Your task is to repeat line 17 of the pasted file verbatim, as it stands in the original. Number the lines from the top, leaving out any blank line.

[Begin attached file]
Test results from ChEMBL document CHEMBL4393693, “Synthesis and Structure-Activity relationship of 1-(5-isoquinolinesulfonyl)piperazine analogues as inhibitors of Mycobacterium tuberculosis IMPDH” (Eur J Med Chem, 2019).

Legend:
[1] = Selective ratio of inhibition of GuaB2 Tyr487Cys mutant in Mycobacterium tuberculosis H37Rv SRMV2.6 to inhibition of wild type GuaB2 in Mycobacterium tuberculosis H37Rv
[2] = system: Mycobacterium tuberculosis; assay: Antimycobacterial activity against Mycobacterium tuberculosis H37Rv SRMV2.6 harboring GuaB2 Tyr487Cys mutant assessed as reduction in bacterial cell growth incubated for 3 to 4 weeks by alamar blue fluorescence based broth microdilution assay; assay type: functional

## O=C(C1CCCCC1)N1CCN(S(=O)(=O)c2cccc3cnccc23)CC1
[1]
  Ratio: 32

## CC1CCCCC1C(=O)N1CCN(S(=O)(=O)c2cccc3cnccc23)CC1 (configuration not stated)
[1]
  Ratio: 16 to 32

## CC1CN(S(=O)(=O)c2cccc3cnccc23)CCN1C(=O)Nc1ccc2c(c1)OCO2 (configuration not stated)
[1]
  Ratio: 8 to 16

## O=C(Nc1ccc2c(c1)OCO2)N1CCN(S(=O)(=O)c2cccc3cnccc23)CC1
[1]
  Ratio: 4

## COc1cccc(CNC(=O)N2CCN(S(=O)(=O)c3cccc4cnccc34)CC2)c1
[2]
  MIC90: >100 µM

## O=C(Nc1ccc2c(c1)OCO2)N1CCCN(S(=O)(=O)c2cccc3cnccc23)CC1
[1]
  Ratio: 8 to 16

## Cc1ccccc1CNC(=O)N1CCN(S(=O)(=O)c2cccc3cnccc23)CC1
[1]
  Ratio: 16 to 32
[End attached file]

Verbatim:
## COc1cccc(CNC(=O)N2CCN(S(=O)(=O)c3cccc4cnccc34)CC2)c1